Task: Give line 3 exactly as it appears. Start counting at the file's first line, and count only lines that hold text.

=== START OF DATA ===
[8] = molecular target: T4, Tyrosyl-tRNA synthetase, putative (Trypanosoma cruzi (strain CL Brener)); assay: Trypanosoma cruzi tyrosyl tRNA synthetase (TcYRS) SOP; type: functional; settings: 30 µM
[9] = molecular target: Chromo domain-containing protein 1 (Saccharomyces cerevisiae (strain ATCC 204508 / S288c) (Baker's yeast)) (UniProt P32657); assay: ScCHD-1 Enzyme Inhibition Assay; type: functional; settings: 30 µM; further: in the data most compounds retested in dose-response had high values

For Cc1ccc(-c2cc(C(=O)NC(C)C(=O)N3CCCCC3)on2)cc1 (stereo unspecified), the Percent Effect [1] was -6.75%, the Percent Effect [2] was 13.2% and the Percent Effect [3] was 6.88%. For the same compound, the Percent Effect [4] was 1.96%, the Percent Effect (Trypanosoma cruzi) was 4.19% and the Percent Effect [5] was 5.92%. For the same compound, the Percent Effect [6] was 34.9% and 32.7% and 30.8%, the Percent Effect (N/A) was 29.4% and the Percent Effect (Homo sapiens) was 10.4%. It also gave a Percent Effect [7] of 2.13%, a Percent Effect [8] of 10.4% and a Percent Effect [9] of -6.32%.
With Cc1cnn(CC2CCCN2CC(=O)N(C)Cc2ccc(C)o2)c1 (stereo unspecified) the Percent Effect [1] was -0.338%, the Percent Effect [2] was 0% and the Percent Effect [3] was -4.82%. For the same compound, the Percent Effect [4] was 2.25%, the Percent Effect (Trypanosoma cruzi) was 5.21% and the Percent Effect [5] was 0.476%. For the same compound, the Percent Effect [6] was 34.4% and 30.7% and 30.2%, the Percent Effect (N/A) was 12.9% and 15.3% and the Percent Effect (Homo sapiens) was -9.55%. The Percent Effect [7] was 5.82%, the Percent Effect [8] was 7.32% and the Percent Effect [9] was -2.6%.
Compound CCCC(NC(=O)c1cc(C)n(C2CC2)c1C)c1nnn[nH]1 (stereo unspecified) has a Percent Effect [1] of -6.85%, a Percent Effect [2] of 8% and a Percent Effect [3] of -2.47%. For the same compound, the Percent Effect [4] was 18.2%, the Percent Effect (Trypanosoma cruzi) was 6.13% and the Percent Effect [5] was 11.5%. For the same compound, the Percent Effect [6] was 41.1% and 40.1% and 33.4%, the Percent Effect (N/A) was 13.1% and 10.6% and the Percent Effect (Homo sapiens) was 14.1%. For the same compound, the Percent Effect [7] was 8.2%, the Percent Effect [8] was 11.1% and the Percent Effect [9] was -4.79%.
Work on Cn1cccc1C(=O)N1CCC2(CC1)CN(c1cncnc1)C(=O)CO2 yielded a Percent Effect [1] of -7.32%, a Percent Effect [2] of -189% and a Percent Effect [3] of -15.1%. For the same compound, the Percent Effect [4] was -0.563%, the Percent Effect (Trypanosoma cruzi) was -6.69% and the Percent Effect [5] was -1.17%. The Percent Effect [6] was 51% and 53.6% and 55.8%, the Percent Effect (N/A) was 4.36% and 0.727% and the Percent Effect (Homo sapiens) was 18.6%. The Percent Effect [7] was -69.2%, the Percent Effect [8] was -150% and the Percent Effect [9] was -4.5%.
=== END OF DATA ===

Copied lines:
For Cc1ccc(-c2cc(C(=O)NC(C)C(=O)N3CCCCC3)on2)cc1 (stereo unspecified), the Percent Effect [1] was -6.75%, the Percent Effect [2] was 13.2% and the Percent Effect [3] was 6.88%. For the same compound, the Percent Effect [4] was 1.96%, the Percent Effect (Trypanosoma cruzi) was 4.19% and the Percent Effect [5] was 5.92%. For the same compound, the Percent Effect [6] was 34.9% and 32.7% and 30.8%, the Percent Effect (N/A) was 29.4% and the Percent Effect (Homo sapiens) was 10.4%. It also gave a Percent Effect [7] of 2.13%, a Percent Effect [8] of 10.4% and a Percent Effect [9] of -6.32%.